An embodiment can be implemented as a software application. The application implementing an embodiment can be configured as a modification of an existing intensity imaging system, as a separate application that operates in conjunction with an existing intensity imaging system, a standalone application, or some combination thereof. Particularly, some illustrative embodiments provide a method by which speckle noise within a single intensity image can be reduced.

An embodiment includes a neural network. The neural network includes a generator network. The generator network takes an intensity image as an input, and generates another intensity image as an output. In one embodiment, the generator network includes a number of identical residual blocks, connected in series. A residual block is a neural network configuration including one or more skip connections. A skip connection connects one layer of a neural network with another non-adjacent layer. In addition, the generator network has a skip connection of its own, adding together the input to the first block and the output of the last block in the series to produce a final output. Other generator network configurations are also possible and contemplated within the scope of the illustrative embodiments.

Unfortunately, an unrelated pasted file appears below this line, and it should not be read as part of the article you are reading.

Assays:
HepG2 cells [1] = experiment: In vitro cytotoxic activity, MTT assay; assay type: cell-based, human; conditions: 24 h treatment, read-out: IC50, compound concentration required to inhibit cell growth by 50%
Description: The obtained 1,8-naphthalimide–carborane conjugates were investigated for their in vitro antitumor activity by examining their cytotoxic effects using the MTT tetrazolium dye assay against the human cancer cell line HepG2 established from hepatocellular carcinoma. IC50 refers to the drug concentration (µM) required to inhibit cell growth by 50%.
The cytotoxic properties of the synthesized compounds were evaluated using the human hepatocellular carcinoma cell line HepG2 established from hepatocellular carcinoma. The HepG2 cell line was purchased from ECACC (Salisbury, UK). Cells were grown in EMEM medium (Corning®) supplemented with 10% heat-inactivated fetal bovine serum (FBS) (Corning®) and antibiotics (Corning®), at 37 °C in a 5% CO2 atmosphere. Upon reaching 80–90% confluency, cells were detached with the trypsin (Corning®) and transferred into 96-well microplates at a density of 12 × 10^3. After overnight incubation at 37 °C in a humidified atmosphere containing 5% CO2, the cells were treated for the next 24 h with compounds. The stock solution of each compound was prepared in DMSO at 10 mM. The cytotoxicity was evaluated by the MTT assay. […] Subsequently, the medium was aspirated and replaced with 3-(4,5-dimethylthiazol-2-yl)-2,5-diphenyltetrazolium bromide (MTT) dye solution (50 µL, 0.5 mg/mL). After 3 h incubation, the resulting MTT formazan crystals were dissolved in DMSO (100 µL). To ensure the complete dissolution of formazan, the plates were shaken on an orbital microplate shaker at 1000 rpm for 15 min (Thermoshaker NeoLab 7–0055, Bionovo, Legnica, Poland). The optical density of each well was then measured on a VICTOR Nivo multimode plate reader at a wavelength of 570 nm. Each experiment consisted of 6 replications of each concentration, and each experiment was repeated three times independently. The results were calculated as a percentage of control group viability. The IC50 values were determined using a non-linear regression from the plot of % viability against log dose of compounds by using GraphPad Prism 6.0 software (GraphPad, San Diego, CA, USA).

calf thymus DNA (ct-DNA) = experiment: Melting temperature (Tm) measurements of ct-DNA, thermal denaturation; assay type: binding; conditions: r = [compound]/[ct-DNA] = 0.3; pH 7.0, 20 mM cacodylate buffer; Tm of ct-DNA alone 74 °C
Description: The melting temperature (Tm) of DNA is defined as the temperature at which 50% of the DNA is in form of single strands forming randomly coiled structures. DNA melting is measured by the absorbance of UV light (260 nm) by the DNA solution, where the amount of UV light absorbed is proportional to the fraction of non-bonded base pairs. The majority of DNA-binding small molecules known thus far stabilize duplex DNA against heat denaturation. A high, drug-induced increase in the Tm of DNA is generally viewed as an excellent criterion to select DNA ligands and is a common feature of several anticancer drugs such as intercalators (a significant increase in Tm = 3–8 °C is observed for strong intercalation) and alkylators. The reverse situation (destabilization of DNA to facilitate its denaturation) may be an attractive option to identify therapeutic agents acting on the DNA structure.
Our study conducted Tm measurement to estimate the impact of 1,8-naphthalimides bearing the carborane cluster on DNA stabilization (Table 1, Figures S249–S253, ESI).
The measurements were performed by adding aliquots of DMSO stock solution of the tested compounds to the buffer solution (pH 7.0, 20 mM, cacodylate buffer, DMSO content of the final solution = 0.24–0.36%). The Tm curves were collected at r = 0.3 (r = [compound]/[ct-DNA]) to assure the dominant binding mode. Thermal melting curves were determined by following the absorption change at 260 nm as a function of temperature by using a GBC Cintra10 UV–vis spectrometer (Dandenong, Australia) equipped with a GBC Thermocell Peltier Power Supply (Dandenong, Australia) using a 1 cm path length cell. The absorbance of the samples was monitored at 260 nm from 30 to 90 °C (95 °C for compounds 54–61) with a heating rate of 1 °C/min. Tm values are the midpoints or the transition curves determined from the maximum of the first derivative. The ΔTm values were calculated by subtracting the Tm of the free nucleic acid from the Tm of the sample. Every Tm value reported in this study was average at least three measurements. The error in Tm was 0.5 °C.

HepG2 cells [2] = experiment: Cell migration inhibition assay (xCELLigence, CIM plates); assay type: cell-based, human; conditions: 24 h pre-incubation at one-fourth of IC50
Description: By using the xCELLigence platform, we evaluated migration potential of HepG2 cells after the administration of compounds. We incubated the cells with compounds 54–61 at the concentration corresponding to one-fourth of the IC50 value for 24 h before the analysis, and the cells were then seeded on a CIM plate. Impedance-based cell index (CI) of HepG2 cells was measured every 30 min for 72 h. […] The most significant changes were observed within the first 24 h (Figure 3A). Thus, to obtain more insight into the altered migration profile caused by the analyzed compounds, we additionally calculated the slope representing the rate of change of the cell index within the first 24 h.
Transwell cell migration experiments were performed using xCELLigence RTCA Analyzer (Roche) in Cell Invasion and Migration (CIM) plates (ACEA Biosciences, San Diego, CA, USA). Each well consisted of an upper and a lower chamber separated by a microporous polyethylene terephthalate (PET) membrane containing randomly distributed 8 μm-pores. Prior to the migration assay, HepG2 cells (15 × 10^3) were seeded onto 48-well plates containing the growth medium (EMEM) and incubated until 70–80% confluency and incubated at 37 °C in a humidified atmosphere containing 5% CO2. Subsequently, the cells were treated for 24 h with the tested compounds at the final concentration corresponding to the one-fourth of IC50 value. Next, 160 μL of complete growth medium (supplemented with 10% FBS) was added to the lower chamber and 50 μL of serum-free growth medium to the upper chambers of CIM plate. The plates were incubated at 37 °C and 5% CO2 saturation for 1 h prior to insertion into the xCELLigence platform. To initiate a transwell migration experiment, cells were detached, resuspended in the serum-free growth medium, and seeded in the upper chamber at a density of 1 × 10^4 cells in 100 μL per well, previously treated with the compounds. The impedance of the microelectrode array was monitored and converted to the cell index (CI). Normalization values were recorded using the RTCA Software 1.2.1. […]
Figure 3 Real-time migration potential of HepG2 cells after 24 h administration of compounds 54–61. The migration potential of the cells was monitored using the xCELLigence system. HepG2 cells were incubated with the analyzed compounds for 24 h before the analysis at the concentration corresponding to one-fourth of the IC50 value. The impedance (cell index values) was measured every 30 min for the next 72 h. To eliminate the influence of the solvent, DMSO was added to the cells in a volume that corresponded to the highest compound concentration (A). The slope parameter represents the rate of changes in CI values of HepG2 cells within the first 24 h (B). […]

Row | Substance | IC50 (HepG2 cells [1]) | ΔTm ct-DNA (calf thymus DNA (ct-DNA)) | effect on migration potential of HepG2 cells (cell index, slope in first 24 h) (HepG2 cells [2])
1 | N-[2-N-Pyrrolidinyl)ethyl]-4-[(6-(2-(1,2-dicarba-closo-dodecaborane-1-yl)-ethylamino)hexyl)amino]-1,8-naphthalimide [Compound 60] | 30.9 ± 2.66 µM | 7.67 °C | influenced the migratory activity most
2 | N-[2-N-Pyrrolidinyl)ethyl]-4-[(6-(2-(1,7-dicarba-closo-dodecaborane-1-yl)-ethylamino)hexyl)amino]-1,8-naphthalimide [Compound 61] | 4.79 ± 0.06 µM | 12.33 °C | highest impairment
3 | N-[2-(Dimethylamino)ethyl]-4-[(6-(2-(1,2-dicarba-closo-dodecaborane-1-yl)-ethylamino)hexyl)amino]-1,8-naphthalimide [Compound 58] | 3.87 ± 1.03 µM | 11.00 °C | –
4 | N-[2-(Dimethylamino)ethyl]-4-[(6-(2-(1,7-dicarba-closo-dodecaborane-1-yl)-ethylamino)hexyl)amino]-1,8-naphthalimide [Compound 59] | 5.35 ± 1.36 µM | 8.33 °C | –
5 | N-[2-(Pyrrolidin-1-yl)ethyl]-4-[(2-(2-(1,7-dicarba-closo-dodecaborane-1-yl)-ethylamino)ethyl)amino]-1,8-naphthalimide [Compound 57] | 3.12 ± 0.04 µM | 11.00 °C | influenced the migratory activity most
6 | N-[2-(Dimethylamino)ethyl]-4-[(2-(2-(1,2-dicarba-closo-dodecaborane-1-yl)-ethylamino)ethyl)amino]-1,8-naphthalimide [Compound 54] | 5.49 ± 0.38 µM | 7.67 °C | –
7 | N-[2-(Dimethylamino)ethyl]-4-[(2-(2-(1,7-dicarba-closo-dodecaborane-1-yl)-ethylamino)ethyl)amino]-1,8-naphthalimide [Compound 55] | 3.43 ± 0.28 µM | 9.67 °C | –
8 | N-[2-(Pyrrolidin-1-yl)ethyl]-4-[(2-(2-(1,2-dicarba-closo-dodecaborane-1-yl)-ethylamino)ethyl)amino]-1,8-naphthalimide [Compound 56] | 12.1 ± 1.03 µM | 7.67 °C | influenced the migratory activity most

In an embodiment, each residual block includes one or more convolutional layers, connected in series. A convolutional layer applies a convolution operation to an input. Each convolutional layer is preceded by a pre-activation section. In addition, each residual block has a skip connection configured to add together the input to the first pre-activation section and the output of the last convolutional layer in the series, to produce a final output of the residual block. This skip connection helps information to flow through the network, and improves gradient flow during back-propagation.

In one embodiment, the pre-activation section includes a batch normalization unit and a rectified linear unit. A batch normalization unit transforms an input into a unit Gaussian distribution. A rectified linear unit sets a negative input to 0, and passes along a positive input unchanged. Together, the batch normalization and rectified linear units improve the network's training and generalization capabilities.

In one embodiment, each convolutional layer includes a 3×3 kernel and 64 filters. Other residual block configurations, including other pre-activation and convolutional layer configurations and dimensions, are also possible and contemplated within the scope of the illustrative embodiments.